Efficacy of Multimodal Opioid Therapy During Hepatic Resection Surgery (RITM-IVM)
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|ClinicalTrials.gov Identifier: NCT00553553|
Recruitment Status : Unknown
Verified December 2008 by St Vincent's University Hospital, Ireland.
Recruitment status was: Recruiting
First Posted : November 5, 2007
Last Update Posted : December 31, 2008
The patient population requiring hepatic resection can demonstrate an unpredictable risk of exhibiting peri-operative coagulopathy resulting either from the pre-operative hepatic pathophysiology or volume of parenchymal resection. Choice of analgesia can be severely limited.
Currently, the most commonly described use of combined remifentanil infusion and intrathecal morphine has been in fast-track cardiac surgery. To date, there are no published data describing its use in the context of major hepatobiliary where the investigators predict it may provide adequate analgesia with a lower rate of adverse effects over the first 24 hours after surgery.
|Condition or disease||Intervention/treatment||Phase|
|Liver Dysfunction Pain||Drug: Morphine sulphate Drug: Morphine hydrochloride, remifentanil hydrochloride||Not Applicable|
Choice of analgesia in hepatic resection surgery can be severely limited. This can depend upon on the pre-operative hepatic pathophysiology or the extent of parenchymal resection, both of which will affect peri-operative hepatic function, capacity for drug handling and risk of coagulopathy. Use of IV morphine during hepatic resection can result in high plasma levels post-operatively due to a reduced rate of morphine metabolism, risking a higher rate of morbidity. However, this remains a mainstay of peri-operative analgesia in combination with controversial non-opioid supplementation (paracetamol, non-steroidal anti-inflammatory drugs).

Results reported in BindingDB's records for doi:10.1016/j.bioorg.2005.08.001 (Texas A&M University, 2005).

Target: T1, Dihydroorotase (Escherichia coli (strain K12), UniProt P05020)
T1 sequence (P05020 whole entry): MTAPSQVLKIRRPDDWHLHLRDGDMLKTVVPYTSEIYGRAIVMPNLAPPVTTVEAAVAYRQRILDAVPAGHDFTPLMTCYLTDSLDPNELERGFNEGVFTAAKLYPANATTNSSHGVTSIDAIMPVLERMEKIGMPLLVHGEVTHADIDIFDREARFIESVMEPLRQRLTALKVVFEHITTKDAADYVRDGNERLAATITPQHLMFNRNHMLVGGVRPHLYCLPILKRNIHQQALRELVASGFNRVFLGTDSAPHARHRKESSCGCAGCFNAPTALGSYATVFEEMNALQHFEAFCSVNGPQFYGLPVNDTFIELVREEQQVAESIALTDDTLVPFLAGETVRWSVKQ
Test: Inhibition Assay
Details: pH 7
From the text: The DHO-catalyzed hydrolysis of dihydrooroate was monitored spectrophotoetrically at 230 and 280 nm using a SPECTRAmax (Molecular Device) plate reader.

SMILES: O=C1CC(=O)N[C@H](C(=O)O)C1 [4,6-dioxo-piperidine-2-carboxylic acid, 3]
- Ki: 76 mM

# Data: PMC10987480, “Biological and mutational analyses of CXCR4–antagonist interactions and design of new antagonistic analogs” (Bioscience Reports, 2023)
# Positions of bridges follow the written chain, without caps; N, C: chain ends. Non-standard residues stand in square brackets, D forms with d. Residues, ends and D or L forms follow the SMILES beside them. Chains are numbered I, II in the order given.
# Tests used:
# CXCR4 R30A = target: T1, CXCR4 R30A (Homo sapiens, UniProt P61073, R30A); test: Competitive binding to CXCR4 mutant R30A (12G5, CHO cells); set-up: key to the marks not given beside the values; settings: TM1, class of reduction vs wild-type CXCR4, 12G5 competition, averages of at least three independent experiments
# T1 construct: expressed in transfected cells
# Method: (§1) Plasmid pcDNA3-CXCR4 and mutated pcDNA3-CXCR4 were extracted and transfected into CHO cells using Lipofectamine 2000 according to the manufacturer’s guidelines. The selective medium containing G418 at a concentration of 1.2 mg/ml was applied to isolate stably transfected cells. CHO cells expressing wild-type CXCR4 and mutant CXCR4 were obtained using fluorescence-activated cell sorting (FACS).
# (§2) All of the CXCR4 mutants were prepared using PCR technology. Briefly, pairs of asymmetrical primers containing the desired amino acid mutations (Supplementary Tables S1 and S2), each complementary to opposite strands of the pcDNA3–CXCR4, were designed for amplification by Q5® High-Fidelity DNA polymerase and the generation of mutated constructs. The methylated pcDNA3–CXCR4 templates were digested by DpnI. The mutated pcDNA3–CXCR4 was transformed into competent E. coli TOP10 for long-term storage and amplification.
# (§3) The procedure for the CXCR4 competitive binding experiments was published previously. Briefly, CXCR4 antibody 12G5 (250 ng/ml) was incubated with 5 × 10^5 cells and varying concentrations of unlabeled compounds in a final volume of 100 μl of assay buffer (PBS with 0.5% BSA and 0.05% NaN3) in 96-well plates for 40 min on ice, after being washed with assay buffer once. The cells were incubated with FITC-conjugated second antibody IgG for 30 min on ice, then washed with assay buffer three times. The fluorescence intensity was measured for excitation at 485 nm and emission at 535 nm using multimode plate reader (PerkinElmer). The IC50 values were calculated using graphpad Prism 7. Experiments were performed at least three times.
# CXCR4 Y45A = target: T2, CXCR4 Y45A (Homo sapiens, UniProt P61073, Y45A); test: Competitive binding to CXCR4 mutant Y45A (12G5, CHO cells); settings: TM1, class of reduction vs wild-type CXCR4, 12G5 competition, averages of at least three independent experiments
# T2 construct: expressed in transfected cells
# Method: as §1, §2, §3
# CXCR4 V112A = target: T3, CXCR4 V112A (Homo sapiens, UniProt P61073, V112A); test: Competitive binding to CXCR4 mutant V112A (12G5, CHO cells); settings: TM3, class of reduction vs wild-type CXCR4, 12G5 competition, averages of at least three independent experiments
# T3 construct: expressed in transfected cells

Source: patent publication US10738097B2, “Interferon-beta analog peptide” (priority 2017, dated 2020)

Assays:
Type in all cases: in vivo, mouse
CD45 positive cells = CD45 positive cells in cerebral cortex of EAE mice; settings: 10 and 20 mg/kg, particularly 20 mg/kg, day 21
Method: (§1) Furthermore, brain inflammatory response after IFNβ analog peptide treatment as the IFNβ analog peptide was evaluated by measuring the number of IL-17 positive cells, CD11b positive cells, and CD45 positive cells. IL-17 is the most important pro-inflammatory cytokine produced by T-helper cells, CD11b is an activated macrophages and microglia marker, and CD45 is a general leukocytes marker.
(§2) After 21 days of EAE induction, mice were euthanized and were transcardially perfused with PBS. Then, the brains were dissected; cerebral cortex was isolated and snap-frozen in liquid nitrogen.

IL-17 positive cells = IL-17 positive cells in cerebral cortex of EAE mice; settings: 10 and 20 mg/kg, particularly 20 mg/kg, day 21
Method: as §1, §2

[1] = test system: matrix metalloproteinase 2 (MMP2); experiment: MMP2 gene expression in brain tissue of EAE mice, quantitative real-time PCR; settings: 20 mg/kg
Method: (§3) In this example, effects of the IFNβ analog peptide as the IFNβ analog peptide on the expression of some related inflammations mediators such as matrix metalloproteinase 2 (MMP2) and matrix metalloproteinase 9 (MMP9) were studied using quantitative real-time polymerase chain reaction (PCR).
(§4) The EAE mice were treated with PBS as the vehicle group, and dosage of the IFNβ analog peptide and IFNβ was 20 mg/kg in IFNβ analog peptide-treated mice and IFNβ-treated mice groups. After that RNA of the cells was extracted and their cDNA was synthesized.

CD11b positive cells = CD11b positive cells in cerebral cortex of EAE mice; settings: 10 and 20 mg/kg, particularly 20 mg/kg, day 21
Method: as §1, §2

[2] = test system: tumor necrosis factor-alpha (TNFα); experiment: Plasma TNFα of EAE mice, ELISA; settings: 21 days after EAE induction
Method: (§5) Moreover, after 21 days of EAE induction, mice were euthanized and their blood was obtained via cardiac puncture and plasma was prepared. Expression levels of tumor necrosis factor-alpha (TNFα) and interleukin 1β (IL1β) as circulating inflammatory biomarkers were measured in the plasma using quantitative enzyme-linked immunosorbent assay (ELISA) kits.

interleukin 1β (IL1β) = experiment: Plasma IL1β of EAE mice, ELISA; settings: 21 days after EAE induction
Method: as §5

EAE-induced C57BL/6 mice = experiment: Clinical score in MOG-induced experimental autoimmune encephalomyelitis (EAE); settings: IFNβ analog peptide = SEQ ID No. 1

This study compares the efficacy of IV morphine only versus a combination of pre-incisional intrathecal morphine and intra-operative IV remifentanil. Intrathecal morphine provides the mainstay of post-operative analgesia for 12-24 hours and remifentanil provides profound, titratable intra-operative analgesia until the delayed onset of the intrathecal morphine. We hypothesise that this combination might provide desirable intra-operative haemodynamic conditions and eliminate the post-operative additive effects of long-acting, intra-operative IV opioid and intrathecal morphine. Further, if the dose of intrathecal morphine is adequate, this would result in a low rate of post-operative analgesic supplementation and fewer side effects. The titratable dose range of remifentanil is limited to the lower range found to risk post-operative hyperalgesia.
|Study Type :||Interventional (Clinical Trial)|
|Estimated Enrollment :||45 participants|
|Intervention Model:||Parallel Assignment|
|Masking:||Single (Outcomes Assessor)|
|Official Title:||Efficacy Of IV Morphine vs Remifentanil-Intrathecal Morphine Analgesia During Hepatic Resection Surgery|
|Study Start Date :||September 2007|
|Estimated Primary Completion Date :||May 2008|
|Estimated Study Completion Date :||June 2008|
Active Comparator: 1
IV morphine group
Drug: Morphine sulphate
Intravenous morphine titrated up to 0.25 milligrams/kilogram prior to end of resection phase or within first 2 hours of surgery
Remifentanil-intrathecal morphine group
Drug: Morphine hydrochloride, remifentanil hydrochloride
Pre-induction intrathecal morphine HCl (< 3 attempts), single shot via 25 G pencil point spinal needle at 10 micrograms/kilogram
Intra-operative intravenous remifentanil HCl at titratable dose range 0.1-0.25 micrograms/kilogram/minute until start of wound closure
- Opioid-related side effects [ Time Frame: First 24 hours post-operatively ]
- IV opioid analgesic supplementation [ Time Frame: First 24 hours post-operatively ]
To learn more about this study, you or your doctor may contact the study research staff using the contact information provided by the sponsor.
Please refer to this study by its ClinicalTrials.gov identifier (NCT number): NCT00553553
|Contact: Debbie A. D'Oyley, MB BS||+3531 email@example.com|
|Contact: Neil J. McDonald, MB BCh||+3531 firstname.lastname@example.org|
|St. Vincent's University Hospital||Recruiting|
|Dublin, County Dublin, Ireland, 4|
|Principal Investigator: Neil J. McDonald, MB BCh|
|Principal Investigator:||Neil J. McDonald, MB BCh||St Vincent's University Hospital, Ireland|